Courtesy photo

One On One with Royce Soble

BK is back and ready to chat with some of the influential Atlantans that make our city so great. This month I have chosen to speak to my dear old friend Royce Soble. Chances are, if you have been to a hot LGBTQ dance party, a march for marginalized humans, or any hip art show, you’ve seen them. They are a part of our city’s LGBTQ history, with Emory University even archiving their photos for over the past 30 years.

Bill Kaelin: Hey Alli, my love, how are you? Listen, before we get started, I’ve noticed recently that your pronoun preferences are they/them. Are you cool with going by Alli as your chosen name? I’ve seen recently you are using Royce a little more these days.

Royce Soble: I would prefer going by my middle name, Royce. I’m connecting a bit more with it these days as it represents where I currently am with my nonbinary gender expression.

BK: Amazing. Royce it is.

RS: Thanks Mamma. How are things with you these days? I notice that your articles are steering clear of politics lately.

BK: I couldn’t do it anymore. After the past four years, I had to take a breather. The world is already a hot mess without me reminding everyone how fucked up it is in my articles. I decided I wanted to focus on the positive side of life and all the great people in the world that help make our city so great. It’s really modeled after my favorite magazine of all time: Andy Warhol’s “Interview.”

RS: OMG it’s my all-time fave as well. I started collecting them in 1988. I used to love how oversized and big they used to be.

BK: They are back actually, and they are bigger than ever!

RS: No way. Really? My first ones I saved were with Parker Posey, Pee Wee Herman and Robert De Niro. I just remember being so inspired by them. The photographs were so cutting edge, so queer and a bit sexual. I also loved “Details” magazine as well. Go figure.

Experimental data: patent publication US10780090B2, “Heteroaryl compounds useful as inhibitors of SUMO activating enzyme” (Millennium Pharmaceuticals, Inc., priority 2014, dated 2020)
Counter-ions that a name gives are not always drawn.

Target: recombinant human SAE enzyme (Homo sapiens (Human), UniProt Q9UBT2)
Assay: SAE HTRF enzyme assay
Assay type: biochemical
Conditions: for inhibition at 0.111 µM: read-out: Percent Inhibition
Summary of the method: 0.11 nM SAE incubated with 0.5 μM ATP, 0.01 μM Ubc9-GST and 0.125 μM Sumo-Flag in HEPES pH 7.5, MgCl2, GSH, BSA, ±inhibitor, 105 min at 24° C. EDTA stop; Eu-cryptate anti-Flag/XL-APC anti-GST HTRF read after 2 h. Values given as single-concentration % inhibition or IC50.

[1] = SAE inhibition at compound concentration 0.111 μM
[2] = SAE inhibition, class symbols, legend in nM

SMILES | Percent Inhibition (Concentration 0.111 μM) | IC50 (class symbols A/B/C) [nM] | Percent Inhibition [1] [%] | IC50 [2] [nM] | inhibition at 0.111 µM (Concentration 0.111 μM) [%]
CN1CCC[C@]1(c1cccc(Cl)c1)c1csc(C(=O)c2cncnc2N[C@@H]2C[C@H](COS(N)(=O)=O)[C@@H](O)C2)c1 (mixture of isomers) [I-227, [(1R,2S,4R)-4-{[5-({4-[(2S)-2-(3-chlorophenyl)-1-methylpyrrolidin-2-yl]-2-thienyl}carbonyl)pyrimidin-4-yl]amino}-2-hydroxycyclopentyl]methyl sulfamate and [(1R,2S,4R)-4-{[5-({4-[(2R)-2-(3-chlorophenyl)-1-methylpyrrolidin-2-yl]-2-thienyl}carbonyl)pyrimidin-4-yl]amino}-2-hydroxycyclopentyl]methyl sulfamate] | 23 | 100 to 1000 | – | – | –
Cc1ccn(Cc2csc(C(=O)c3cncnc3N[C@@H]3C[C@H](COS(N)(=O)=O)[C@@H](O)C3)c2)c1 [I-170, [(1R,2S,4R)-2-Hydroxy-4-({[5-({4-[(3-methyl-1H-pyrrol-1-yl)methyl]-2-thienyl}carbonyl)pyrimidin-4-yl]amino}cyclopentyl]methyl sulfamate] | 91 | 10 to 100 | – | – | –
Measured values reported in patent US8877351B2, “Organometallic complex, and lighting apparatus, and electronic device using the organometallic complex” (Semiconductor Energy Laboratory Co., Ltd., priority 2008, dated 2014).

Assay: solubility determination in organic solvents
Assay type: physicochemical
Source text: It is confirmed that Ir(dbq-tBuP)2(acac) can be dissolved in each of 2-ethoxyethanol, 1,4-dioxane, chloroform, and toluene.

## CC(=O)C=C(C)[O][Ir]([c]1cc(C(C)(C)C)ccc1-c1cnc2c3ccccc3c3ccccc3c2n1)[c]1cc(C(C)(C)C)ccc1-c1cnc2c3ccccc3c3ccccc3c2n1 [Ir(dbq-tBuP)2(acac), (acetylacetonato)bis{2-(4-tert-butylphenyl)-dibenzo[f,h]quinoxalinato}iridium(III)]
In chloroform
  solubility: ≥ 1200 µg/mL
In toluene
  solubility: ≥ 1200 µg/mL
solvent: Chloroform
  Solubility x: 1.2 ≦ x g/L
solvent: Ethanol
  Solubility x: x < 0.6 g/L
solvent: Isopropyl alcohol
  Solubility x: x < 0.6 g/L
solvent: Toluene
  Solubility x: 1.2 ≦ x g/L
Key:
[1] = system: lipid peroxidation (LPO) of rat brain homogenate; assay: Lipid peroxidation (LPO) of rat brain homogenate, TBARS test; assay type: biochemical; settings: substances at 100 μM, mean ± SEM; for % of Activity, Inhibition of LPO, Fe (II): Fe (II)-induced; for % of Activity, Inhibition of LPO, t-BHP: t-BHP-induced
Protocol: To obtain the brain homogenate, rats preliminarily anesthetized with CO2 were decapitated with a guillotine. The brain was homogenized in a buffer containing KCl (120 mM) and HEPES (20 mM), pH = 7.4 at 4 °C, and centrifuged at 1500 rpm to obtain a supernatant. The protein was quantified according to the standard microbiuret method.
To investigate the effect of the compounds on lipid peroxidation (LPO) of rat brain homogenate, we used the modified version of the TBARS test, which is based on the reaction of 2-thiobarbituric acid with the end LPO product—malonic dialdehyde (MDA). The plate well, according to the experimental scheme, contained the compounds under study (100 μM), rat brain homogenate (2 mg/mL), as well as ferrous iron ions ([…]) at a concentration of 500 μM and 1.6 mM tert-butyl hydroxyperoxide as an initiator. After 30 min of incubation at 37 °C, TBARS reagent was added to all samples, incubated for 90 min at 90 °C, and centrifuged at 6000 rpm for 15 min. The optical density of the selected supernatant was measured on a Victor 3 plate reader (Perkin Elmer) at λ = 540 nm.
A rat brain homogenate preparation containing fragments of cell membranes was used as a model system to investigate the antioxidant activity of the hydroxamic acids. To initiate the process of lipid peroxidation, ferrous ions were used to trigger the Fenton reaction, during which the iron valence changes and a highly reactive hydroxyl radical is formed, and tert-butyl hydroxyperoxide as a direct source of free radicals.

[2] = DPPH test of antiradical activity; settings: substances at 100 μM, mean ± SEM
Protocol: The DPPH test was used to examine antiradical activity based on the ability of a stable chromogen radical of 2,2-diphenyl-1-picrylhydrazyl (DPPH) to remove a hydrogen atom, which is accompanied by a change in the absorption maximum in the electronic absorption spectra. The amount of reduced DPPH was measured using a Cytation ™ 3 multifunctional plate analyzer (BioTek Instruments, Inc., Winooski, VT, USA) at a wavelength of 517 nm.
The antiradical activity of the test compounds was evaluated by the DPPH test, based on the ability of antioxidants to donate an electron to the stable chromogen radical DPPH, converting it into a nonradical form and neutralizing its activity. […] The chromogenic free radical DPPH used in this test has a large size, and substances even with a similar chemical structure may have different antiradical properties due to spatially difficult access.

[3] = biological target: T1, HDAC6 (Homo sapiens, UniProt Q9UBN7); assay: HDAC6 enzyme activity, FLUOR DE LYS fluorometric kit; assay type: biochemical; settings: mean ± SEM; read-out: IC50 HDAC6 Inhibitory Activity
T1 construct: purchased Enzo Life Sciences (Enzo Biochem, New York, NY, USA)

BK: Our experience with “Interview” is so similar. I grew up in a small town in Illinois, and there was this older gay man who introduced me to the magazine. It forever changed my world. “Interview” literally introduced me to New York gay culture and showed me that there was another world out there. This gentleman also introduced me to Kate Bush’s “Hounds of Love.” Girl I can still see that cover. I was “running up that hill” with my young gay self.

RS: OMG. So gay. Was he like your own personal “Call Me By Your Name” moment?

BK: No, he was so respectful and truly was just a mentor. I loved him for that. It was nice to have a sort of role model for my young, small town gay self. This gentleman and Madonna were my catalysts into gay culture until I could actually explore it on my own. So, you were 15 when you were checking out these magazines. How old were you when you first put a camera up to your eye?

RS: The first camera that was given to me was this Kodak Disc camera for my 10th birthday.

BK: OMG I love it that you still have it! I swear to god, I can smell it from here. That delicious, plastic, ’80s toxicity.

RS: I still love it to this day. I immediately started taking pictures of everything. I would take it to elementary school. I still have the albums from the years of 1984–1990. 1992 was when I really started to document my LGBTQ community. I had just started at Georgia State and had just made some of my first queer friends down at the quad. I was fresh out of the closet, but I was shy about it and was immediately fascinated by my new friend’s confidence and determination to live life so freely. I think I unconsciously started taking pictures of them, which gave me the courage to literally come out behind the camera and live my life authentically as well.

BK: That’s so cool. I came out on my “concrete campus” as well. Going to college in the late ’80s and early ’90s was so special for people like us because it totally was the first time that I met people my own age that were just like me. I love that era. Do you miss dropping off your film at the drug store and coming back 24 hours later to see what the end results were? I feel like we don’t get that element of surprise with digital photographs.